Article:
Emergent Wins New Contract for Anthrax Vaccine

By Kendra Marr
Washington Post Staff Writer
Thursday, October 2, 2008

A Rockville biotech will remain the government's sole anthrax vaccine supplier until new doses, based on more modern technologies, can be procured.

Emergent BioSolutions announced yesterday that it had signed a contract with the Department of Health and Human Services to supply the Strategic National Stockpile with an additional 14.5 million doses of BioThrax for $364 million, with the potential to receive as much as $404 million.

The possible increase is tied to the company's ability to extend BioThrax's three-year shelf life to four years. Emergent has submitted an application to the Food and Drug Administration demonstrating BioThrax's stability in hopes of lengthening that expiration date, said company spokeswoman Kim Root.

Emergent owns the nation's only approved anthrax vaccine, originally licensed in 1970. The company is currently completing a $448 million contract to supply the government stockpile with 18.75 million doses of BioThrax. Under this new agreement, scheduled to begin next year, Emergent will continue to deliver BioThrax through the fall of 2011.

An improved vaccine, one that might replace BioThrax, won't be available until 2012 at the earliest, said Gretchen Michael, a Heath and Human Services Department spokeswoman.

Emergent's shares jumped almost 6 percent, to close at $13.83.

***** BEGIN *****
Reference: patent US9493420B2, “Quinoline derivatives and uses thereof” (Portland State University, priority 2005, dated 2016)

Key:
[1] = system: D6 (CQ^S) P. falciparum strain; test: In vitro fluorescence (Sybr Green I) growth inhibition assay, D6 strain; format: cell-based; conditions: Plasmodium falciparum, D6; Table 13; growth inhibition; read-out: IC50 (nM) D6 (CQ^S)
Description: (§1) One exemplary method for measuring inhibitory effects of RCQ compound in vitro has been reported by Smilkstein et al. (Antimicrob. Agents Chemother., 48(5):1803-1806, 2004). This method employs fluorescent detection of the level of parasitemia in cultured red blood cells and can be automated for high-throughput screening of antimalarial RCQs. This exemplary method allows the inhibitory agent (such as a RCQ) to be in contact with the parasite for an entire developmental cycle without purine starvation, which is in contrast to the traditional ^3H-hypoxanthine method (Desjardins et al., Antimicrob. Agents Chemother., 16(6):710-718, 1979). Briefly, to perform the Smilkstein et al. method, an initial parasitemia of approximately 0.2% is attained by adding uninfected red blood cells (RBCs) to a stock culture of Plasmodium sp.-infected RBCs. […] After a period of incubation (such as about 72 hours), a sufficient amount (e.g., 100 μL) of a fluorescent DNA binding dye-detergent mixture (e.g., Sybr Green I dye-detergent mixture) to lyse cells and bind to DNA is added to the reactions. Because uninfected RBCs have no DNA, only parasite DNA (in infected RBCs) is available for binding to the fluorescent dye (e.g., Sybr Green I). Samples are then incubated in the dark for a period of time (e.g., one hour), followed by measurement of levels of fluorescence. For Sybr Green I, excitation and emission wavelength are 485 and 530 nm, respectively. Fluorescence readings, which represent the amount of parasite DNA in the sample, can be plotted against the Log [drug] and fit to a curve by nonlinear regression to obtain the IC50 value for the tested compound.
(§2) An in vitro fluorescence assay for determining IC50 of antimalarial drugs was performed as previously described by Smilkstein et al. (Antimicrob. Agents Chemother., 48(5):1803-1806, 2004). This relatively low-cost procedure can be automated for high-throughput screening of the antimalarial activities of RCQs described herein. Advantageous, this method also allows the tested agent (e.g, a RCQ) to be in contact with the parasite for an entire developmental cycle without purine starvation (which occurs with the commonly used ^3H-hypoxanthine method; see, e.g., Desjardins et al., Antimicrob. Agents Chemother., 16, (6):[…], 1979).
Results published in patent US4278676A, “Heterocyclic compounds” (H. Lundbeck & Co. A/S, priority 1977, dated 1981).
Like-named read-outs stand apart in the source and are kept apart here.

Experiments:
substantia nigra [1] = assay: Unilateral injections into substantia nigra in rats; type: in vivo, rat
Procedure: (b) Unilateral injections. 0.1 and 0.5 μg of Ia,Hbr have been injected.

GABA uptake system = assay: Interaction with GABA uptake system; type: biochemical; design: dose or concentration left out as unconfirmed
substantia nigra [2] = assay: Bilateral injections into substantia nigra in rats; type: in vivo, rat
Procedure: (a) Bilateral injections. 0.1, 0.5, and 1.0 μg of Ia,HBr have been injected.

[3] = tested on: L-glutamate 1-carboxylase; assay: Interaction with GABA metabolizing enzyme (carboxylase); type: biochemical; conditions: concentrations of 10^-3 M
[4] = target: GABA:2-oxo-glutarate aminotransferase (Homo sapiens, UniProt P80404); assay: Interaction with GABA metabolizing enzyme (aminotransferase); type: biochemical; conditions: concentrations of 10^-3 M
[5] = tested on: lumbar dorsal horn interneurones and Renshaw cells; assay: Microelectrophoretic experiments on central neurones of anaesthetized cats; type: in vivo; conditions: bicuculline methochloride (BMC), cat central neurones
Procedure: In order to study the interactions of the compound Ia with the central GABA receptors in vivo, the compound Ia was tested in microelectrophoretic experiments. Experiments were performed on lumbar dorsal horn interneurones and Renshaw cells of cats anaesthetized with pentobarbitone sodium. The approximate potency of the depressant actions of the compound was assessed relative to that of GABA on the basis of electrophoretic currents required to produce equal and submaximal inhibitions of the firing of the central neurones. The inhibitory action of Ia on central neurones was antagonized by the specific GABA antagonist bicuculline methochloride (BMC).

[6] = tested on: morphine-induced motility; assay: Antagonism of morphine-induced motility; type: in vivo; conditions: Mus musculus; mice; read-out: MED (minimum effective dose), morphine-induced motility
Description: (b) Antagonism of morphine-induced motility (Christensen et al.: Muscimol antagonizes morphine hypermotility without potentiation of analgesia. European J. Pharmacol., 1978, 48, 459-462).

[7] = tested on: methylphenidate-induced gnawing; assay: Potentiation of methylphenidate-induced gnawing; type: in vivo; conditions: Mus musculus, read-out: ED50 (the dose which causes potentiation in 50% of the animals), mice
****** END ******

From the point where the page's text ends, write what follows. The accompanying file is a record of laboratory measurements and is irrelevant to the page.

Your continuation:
Stephen G. Brozak, president of WBB Securities, a San Diego investment and research firm, said the latest contract award reinforced Emergent's role in the biodefense sector.

"This is a story showing the value of Emergent's continued contracting strength in keeping up with purchasing," Brozak said.

Since 1988, the government has purchased 32 million doses of BioThrax, and more than 2 million military personnel have been inoculated.

In February, Health and Human Services put out a call for a genetically engineered, or recombinant, anthrax vaccine. BioThrax is administered in six injections over 18 months, and some vaccinated soldiers have reported side effects. In theory, a recombinant vaccine -- a purer vaccine -- would require fewer doses and have fewer side effects.

Brozak said Emergent and PharmAthene of Annapolis are among the top contenders for the 25 million dose contract. The award, or awards divided among multiple biotechs, could come in the next few months.

The race became tighter last week when both biotechs announced that they had received separate federal development contracts to invent additional forms of the anthrax vaccine.

Separately, PharmAthene announced a $13.1 million investment from Panacea Biotec of India.

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